Mopani Camp Drives: Kruger National Park ...

The Tsendze River Loop ... An Important River with its Catchment Inside the Kruger.

It had been impossible to get accommodation at Letaba or Mopani for the duration of my August trip (school holidays) so I'd had to accept a lot of traveling up and down the main Letaba via Mopani to Shingwedzi road to complete the drives I wanted to do. The map below shows some of this criss-crossing so I've highlighted this drive in yellow. Waypoint 368 is where the S48 turn-off to Tsendze from the H1-6 starts. The loop is not very long being some 10 kms before the road rejoins the H1-6 south of Mopani.

Tsendze River Loop Map Drive Kruger National Park I'd managed 1 night at Letaba and was able to complete the Engelhard Dam drive before rejoining the main tar road north to complete the Tsendze River (the subject of this page) and Tshongololo Creek (S142) loop drives on the way back to Shingwedzi.

Waypoint 369 is a wonderful view of the remaining pools of the Tsendze River ...
Tsendze River Catchments and Woodlands map

The Tsendze River is  a seasonal one and its catchments area is completely within the Kruger. This is an important point and means the waterway is not at all influenced by other riparian river activities as occur and influence the main perennial rivers running through the Park all if which rise outside the western boundary of the Kruger. It's just a pity that flow is limited and seasonal. The picture here is a very interesting one illustrating clearly what I've just said ... notice the very large number of streams and creeks entering the Tsendze from both sides west and east. The ground level (scale in bottom right hand corner of map) at the extreme left of this image is 320 metres above sea level (the thin brown lines) while the river runs through a valley at level somewhat less than 280 metres. The ground east of the river rises quite quickly again to 320 metres just on the other side of the main H1-6.

Just before this point we'd crossed a very dry and wide river bed where tributaries of the main Tsenzde flowed a couple of times per year.


Tsendze river pools Kruger National park

Another interesting observation to which I do not know the answer and have seen many times ... the first few kms of the drive were on a grey stony road surface only to change to that familiar brownish red sandy and smooth road surface about 2 kms before the Tsendze view I mentioned and show here.

Much of the woodlands shown in the above map is of Mopane trees, about 3 metres high. On this drive that after a short while the ground opened up into Umbrella thorn trees. At the point where the change in trees took place the road surface also turned back to the grey stony colour.

I have been trying to learn about these factors that are so common in the Kruger and have at last started (repeat started) to get a beginner's understanding of the complexity of the landscapes in the Kruger ... it is these landscapes essentially driven by underlying rock structures that are responsible for what grows where based upon soil conditions, water availability and fire frequency and intensity over very long periods of time. And based upon what grows is the animal population density and species variety.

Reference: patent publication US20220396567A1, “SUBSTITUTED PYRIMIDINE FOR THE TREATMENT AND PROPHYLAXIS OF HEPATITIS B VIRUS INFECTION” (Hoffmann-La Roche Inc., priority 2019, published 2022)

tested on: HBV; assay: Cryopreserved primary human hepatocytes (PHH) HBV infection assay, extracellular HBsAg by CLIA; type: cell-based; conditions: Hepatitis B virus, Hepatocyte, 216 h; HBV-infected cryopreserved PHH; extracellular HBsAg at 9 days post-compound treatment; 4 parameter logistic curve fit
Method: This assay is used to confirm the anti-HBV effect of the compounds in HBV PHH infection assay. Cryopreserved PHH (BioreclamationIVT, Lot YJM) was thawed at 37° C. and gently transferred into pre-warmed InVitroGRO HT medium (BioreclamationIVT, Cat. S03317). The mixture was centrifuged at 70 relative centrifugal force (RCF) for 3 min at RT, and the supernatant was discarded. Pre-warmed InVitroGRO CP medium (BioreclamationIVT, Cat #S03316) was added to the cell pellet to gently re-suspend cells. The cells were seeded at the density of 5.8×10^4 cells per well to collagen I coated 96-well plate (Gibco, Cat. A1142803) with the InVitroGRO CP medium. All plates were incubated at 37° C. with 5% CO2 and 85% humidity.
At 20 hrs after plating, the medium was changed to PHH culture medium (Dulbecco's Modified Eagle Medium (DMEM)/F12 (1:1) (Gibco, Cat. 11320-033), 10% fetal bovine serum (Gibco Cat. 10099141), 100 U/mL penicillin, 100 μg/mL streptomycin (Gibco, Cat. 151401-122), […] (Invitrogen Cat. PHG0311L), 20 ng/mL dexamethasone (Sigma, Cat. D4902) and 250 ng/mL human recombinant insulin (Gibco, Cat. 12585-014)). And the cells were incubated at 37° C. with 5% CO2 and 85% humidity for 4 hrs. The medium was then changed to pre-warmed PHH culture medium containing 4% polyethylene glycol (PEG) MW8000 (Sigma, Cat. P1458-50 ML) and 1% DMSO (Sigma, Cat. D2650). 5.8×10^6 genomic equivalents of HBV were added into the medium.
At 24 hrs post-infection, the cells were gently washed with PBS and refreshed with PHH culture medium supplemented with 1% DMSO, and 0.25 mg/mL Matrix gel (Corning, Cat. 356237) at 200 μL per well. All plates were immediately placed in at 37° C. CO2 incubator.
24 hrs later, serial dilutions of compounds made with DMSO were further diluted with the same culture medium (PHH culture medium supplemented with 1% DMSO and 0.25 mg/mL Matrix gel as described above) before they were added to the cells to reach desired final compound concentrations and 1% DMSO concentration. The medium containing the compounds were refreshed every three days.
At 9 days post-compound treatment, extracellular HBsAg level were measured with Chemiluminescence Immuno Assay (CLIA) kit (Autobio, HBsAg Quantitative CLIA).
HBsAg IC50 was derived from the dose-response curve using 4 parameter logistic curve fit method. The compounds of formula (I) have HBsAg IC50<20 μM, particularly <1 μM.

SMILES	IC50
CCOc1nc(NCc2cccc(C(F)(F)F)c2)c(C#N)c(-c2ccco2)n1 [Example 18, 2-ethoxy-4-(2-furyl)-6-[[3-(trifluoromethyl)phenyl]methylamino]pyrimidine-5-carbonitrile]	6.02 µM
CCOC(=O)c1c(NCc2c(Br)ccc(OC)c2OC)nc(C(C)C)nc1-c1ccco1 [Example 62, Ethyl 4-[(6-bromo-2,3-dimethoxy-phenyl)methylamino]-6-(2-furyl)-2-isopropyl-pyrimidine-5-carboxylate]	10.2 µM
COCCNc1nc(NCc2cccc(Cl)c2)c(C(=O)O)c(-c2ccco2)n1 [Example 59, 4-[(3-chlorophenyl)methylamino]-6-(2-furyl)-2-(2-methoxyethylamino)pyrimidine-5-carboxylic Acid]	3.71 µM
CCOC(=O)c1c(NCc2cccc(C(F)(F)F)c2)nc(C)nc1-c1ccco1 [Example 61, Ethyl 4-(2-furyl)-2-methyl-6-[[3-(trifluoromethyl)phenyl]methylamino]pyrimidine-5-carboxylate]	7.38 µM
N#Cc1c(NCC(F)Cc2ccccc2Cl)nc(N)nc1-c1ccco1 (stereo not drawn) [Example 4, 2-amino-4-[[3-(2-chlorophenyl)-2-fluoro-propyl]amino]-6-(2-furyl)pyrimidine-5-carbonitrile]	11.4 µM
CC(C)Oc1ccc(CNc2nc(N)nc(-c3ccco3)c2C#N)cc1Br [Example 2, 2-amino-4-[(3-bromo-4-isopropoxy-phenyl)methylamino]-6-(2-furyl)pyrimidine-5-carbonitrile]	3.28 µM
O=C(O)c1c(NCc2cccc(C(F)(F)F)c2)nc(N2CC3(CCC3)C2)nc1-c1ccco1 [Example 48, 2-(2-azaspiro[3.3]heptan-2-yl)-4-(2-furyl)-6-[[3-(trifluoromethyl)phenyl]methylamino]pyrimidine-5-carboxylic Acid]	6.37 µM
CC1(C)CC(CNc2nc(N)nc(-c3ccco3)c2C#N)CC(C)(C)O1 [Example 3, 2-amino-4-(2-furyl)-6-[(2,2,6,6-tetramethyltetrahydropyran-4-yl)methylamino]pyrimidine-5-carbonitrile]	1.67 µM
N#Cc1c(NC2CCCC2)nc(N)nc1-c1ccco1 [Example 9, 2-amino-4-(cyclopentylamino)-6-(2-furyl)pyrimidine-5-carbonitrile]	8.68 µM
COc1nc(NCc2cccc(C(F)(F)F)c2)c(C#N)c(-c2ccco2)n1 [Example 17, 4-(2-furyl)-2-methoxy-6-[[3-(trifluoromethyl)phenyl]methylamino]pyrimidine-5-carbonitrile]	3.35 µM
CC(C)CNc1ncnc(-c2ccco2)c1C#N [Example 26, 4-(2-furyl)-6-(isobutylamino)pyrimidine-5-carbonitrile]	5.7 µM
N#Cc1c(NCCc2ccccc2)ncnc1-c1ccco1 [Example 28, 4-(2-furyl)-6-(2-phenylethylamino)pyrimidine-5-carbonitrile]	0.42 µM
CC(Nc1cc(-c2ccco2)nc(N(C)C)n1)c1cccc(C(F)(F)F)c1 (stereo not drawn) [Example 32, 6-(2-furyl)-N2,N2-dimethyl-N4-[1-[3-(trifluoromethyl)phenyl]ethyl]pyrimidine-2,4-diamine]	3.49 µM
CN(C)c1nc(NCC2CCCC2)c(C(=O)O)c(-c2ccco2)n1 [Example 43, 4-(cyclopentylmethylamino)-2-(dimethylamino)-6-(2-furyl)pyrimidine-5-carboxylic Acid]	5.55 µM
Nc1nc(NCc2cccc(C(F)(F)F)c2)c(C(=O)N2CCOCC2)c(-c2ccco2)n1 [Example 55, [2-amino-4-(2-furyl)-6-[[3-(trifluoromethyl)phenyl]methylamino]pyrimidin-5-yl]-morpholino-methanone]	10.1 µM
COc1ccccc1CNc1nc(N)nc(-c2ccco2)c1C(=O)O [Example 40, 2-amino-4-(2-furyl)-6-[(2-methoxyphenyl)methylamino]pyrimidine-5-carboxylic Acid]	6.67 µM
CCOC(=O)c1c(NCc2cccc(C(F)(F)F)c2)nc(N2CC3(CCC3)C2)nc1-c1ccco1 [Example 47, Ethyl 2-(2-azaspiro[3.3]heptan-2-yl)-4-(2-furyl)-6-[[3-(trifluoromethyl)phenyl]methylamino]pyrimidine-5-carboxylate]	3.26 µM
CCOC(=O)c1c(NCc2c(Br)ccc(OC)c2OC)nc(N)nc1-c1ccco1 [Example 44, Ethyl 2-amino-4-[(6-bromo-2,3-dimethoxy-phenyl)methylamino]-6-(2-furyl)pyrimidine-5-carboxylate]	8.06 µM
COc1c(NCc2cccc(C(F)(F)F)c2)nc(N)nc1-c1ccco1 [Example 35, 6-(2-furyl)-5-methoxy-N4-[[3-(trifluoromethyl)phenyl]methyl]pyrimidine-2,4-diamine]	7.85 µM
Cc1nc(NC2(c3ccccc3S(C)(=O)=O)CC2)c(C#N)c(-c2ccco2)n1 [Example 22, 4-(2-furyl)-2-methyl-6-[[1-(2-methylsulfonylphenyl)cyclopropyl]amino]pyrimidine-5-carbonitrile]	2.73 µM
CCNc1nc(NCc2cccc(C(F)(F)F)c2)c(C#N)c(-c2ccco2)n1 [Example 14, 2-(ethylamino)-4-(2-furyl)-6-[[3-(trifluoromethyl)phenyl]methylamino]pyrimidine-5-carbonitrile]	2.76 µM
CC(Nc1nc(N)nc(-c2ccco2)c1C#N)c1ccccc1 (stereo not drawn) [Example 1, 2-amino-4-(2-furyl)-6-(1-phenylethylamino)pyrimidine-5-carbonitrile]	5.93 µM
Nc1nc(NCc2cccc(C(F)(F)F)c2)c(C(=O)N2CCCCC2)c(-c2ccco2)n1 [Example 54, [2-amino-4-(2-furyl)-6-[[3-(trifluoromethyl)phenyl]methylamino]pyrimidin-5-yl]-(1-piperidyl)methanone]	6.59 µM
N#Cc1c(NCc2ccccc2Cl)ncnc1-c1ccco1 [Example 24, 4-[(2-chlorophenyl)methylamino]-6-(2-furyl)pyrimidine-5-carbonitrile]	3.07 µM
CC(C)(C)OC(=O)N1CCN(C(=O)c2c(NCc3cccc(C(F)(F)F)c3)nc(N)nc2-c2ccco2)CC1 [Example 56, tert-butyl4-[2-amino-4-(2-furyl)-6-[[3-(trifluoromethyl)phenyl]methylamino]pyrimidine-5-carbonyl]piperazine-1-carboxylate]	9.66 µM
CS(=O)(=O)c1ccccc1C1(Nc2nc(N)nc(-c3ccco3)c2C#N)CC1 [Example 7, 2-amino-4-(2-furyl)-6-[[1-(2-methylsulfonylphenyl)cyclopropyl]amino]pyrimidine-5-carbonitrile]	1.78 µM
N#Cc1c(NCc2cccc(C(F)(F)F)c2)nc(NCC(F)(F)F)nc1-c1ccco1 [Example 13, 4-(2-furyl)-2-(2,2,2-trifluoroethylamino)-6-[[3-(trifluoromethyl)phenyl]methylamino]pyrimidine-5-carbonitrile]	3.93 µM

The landscapes of the Kruger has become a fascinating study for me and one I'll return to in an effort to explain the things we, as casual visitors, see around us every time we visit the Kruger. But for now I need to get a bit more studying under my belt.


Monarch butterflies Kruger National Park I got a nice shot of what I think are Monarch butterflies flittering around the lavender-type bush I mentioned on the previous drive just before we got to waypoint 370, that marked the rejoining of the Tsendze drive with the main H1-6.
close up of Monarch butterfly
Tsendze and unknown river confluence Waypoint 371 is the confluence of the Tsendze with an unknown river. It's about 50 metres off the main road and is a beautiful spot. A Saddle-billed Stork was feeding when we visited. The small bird you can see in the first picture is a juvenile White-backed Night-Heron (still got its barred chest markings , and white wing markings) . The Tsendze is entering at the bottom right ... the other incoming river is entering the confluence from the centre top.
Saddle billed stork and night heron tsendze river

This second picture shows the two birds looking for the next meal.

Waypoint 372 is just off the main road and is the Mooiplaas Picnic spot. The picnic spot is a bit bare. However a thatched lapa with tables and chairs has been positioned about 50 metres away from the actual picnic area and it has a splendid view overlooking the Tsendze River.

Tsendze river pool with fish Kruger National park

There were lots of fish to be seen in the pool at the bottom of the viewpoint... Probably the likes of the Sharptooth Catfish, Mudfish and Mozambique Tilapia...

butterfly on shrub kruger national park

And whatever that shrub with the small purple flowers is there is no doubt it is a major attractor of butterflies. Here's a shot of another species on the same shrub. Wherever we came across this plant there was butterfly activity.